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France

Macron 'did not mean to offend' Italy with migrant comments - statement

media Italian premier Giuseppe Conte speaks at the Lower House, ahead of a confidence vote on the government program, in Rome on June 6, 2018. FILIPPO MONTEFORTE / AFP

French President Emmanuel Macron did not mean to offend Italy with comments about the migrant crisis that have sparked a bitter diplomatic row, his office said Thursday.

In a phone call with Italian Prime Minister Giuseppe Conte on Wednesday evening, "the president stressed that none of his comments were intended to offend Italy and the Italian people," Macron's office said in a statement.

A lunch meeting between the two leaders in Paris on Friday, which Rome had threatened to cancel after Macron accused Italy of "cynicism and irresponsibility" in its response to the stranded Aquarius migrant ship, will go ahead as planned, the statement added.

The migrants were stranded on the NGO vessel Aquarius until Spain said the ship could land at its port of Valencia. It is expected to arrive there late on Saturday.

Macron accused Italy's new populist government of "cynicism and irresponsibility" for closing its ports to the 629 migrants, comments Rome blasted as “unacceptable”.

"Such statements are undermining relations between Italy and France," Italy's foreign ministry said in a statement on Wednesday after summoning the French ambassador.

Matteo Salvini, the powerful interior minister and deputy PM, said Conte’s meeting with Macron should be cancelled if France did not issue an "official apology".

His words were echoed by Luigi di Maio, another deputy PM, who said on Thursday morning that Rome was still waiting for an apology.

Italy's Economy Minister Giovanni Tria, meanwhile, announced he was shelving a meeting with his French counterpart in Paris, though French sources said the two ministers had agreed to meet “in the coming days”.

Macron has appealed for the two sides not to "give in to emotions that certain people are manipulating".

In a speech in the western French town of Mouchamps on Wednesday, he insisted that France was "working hand in hand with Italy" to handle migration.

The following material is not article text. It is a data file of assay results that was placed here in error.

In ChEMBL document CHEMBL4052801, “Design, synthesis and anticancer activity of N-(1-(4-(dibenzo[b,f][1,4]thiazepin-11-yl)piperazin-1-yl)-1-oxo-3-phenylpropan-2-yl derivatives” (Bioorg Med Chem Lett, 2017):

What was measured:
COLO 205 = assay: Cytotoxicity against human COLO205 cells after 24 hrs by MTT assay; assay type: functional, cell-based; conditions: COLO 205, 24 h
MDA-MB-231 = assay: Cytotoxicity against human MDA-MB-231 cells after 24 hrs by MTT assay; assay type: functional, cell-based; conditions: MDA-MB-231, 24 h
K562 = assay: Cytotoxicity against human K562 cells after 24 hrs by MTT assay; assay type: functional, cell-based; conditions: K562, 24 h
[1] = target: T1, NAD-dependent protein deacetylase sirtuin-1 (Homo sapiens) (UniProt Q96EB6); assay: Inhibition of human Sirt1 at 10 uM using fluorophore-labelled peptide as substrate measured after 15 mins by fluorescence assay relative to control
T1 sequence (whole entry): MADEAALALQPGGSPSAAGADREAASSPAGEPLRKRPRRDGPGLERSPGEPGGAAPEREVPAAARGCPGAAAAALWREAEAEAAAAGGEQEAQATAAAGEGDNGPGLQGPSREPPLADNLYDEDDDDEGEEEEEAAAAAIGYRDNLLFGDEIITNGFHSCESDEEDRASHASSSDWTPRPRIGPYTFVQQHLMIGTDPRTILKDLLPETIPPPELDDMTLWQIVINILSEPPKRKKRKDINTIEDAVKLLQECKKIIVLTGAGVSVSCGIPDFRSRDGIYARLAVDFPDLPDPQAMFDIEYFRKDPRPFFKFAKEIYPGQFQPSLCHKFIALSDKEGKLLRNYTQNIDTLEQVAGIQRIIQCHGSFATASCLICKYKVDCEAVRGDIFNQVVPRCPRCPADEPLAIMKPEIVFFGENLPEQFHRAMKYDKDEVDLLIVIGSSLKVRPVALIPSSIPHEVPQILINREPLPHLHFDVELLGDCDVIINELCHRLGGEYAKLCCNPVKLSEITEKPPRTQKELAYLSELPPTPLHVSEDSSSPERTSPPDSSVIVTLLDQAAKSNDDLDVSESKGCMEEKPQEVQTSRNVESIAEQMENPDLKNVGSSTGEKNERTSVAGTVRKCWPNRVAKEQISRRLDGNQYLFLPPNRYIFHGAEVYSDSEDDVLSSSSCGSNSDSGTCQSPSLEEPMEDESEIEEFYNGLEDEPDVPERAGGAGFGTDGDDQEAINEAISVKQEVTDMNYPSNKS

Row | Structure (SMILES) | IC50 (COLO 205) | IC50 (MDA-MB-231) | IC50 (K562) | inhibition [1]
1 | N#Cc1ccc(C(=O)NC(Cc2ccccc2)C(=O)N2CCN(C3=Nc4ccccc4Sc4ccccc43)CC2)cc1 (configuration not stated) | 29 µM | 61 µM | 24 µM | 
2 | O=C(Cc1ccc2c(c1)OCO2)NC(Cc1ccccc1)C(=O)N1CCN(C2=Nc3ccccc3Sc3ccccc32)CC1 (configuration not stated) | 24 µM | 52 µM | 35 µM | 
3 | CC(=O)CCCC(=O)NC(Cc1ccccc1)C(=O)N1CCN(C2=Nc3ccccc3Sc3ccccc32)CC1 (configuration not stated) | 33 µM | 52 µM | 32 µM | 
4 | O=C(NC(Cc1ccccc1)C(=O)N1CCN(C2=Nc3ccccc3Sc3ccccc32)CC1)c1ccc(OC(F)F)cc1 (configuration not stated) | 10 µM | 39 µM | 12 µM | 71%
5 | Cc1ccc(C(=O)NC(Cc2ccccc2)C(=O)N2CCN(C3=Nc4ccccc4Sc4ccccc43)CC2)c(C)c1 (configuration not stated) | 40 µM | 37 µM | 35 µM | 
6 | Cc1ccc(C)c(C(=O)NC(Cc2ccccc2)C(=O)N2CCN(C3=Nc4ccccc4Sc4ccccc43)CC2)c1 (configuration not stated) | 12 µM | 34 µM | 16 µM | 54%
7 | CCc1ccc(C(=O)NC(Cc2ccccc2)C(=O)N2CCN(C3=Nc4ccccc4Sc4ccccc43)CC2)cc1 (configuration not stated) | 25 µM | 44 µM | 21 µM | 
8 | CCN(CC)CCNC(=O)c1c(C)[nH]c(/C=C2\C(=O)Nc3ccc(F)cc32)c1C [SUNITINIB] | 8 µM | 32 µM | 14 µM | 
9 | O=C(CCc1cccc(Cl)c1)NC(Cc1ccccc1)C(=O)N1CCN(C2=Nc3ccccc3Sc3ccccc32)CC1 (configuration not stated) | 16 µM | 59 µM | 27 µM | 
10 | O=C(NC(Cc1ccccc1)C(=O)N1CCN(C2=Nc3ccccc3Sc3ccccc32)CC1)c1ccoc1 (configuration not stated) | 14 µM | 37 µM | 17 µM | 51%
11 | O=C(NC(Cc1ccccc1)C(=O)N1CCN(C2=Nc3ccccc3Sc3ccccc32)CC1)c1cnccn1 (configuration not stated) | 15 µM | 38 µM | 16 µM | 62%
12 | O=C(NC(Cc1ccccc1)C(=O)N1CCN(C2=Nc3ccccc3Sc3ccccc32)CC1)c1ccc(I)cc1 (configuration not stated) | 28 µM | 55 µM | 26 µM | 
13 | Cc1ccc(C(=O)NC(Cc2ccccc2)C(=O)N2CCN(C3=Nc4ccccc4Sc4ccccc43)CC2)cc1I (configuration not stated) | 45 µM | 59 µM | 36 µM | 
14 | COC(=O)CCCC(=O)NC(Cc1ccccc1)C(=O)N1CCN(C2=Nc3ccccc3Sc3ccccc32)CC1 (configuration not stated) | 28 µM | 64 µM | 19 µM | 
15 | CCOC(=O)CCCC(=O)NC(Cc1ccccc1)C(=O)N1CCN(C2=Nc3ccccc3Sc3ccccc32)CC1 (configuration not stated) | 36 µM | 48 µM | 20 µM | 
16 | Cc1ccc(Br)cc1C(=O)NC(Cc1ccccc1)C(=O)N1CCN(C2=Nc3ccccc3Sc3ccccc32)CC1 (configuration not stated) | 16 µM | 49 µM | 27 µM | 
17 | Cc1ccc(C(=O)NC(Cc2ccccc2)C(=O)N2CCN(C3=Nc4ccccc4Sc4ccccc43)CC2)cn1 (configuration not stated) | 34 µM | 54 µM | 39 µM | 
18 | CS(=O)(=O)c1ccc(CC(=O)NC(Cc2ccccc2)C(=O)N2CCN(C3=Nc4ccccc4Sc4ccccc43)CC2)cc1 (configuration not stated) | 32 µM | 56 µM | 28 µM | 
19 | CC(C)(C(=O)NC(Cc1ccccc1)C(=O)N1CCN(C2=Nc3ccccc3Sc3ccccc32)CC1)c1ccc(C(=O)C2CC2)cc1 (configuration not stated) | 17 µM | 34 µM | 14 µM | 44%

From ‘words to action’

Italy has repeatedly accused fellow EU members of abandoning it as it struggles to cope with migrants making the perilous journey from Africa across the Mediterranean.

The country has seen more than 700,000 migrants arrive on its shores since 2013.

Speaking to the Senate on Wednesday, Salvini said France had received only 640 of the 9,816 migrants it promised to take from Italy under a 2015 EU deal that was never implemented.

He demanded that France move from "words to action and offer a sign of generosity" by taking more in.

Salvini, who heads the hard-right League party, has accused charities that rescue migrants of working with human traffickers but said Italy would not stop rescuing migrant boats itself.

An Italian coastguard ship carrying more than 900 migrants was allowed to dock in Sicily on Wednesday.

In Geneva, the head of the UN refugee agency (UNHCR), Filippo Grandi, also Italian, said Wednesday Italy was "right" to say it could not accept all the migrants crossing the Mediterranean.

"Closing ports, whoever does it, threatens rescue at sea, as we have seen in the case of the Aquarius, and therefore is not the right solution," Grandi told reporters in Geneva, though stressing that Rome’s reasons for closing its ports “have to be listened to”.

‘Axis of the willing’

European Union member states are deeply divided over how to deal with asylum seekers.

Italy and Greece, in particular, are angry at rules stating that migrants must apply for asylum in the European nation where they first arrive.

Antonio Tajani, the European Parliament's president, on Wednesday said the contentious issue was threatening "the survival" of the bloc, calling it "the biggest challenge of our times".

EU leaders in December set an end-June deadline for an overhaul of rules to create a permanent mechanism to deal with migrants.

German Chancellor Angela Merkel said the issue was "something of a litmus test for the future and the cohesion of Europe".

But as the 28-nation bloc struggles to reach a common stance, some countries have vowed to take matters into their own hands.

On Wednesday, Austrian Chancellor Sebastian Kurz hailed cooperation between the hardline interior ministers of Germany, Italy and his own country on the issue.

"I think it marks very sensible cooperation that will contribute to reducing illegal migration to Europe," said Kurz, whose country assumes the EU's rotating presidency on July 1.

"We believe an axis of the willing is needed to fight illegal migration," he added.

(AFP)

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